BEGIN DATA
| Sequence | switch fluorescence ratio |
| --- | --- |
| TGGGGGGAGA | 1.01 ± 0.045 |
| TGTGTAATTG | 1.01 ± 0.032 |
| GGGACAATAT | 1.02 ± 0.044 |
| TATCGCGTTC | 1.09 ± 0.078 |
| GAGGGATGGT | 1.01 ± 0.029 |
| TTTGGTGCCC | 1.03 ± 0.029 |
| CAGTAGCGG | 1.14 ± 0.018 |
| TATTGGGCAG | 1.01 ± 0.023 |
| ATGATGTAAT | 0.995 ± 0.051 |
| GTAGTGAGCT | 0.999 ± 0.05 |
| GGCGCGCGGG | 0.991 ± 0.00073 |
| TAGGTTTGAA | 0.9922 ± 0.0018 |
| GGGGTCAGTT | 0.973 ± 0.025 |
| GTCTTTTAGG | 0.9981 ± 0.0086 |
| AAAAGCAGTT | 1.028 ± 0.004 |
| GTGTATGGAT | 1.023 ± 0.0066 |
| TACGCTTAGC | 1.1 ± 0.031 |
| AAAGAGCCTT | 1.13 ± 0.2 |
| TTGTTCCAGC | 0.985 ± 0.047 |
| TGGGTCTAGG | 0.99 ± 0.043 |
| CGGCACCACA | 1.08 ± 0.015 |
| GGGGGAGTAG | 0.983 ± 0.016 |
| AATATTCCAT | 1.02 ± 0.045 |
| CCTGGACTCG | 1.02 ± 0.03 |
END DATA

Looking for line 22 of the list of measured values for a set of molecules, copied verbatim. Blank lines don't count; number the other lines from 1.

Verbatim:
| TGGGTCTAGG | 0.99 ± 0.043 |